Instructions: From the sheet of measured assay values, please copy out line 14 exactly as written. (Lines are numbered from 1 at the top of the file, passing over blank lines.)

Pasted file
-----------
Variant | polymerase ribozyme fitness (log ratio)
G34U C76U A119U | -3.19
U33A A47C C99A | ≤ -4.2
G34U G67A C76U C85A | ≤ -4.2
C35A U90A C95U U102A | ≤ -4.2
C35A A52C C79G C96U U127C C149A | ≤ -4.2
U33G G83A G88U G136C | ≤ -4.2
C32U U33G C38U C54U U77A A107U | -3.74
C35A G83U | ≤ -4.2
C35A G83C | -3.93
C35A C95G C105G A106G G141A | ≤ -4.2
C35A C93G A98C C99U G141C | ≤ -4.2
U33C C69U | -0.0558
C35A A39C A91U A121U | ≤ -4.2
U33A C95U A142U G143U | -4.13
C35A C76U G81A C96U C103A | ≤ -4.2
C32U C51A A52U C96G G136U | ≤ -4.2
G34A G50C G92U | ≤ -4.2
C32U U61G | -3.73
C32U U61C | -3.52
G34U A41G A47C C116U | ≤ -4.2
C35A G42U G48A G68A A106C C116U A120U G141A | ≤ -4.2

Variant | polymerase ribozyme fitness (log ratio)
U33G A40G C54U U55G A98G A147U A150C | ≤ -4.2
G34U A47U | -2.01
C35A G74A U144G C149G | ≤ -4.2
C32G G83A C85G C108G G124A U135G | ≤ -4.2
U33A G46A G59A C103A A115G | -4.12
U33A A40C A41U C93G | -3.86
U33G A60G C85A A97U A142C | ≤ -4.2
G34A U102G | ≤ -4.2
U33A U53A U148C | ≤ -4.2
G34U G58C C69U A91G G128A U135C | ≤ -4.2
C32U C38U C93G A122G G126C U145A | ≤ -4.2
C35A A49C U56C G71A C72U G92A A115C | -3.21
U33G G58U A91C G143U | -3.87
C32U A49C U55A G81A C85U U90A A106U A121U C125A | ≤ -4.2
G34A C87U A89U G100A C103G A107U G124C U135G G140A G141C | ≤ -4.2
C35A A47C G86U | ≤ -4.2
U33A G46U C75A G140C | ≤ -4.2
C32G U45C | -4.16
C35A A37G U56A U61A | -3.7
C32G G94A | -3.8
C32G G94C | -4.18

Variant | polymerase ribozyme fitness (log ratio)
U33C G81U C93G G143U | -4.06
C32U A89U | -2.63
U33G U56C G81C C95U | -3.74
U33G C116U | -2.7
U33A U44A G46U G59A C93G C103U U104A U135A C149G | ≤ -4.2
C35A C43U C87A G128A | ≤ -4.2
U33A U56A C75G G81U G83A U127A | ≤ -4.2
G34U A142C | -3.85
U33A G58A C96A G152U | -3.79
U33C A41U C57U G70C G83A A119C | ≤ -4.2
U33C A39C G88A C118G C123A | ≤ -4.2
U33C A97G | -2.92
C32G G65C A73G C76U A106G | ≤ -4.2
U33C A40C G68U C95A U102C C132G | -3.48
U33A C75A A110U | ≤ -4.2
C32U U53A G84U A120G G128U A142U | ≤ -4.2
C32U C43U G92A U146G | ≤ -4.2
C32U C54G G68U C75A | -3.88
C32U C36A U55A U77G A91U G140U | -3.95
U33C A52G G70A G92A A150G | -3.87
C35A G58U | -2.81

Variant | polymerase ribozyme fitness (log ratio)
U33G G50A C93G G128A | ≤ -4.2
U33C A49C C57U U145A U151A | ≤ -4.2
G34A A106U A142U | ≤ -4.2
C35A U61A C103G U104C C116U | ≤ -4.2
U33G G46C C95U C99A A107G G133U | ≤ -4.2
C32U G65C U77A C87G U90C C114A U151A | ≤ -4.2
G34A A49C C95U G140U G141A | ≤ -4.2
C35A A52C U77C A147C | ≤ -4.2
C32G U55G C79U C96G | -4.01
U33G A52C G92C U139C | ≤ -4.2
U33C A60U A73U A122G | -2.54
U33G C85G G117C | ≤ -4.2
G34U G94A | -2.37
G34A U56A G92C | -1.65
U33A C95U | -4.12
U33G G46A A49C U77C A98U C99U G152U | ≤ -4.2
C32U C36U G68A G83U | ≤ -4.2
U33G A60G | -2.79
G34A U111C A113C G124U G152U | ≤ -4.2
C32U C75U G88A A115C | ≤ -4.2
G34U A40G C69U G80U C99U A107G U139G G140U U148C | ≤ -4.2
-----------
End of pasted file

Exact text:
C35A A39C A91U A121U | ≤ -4.2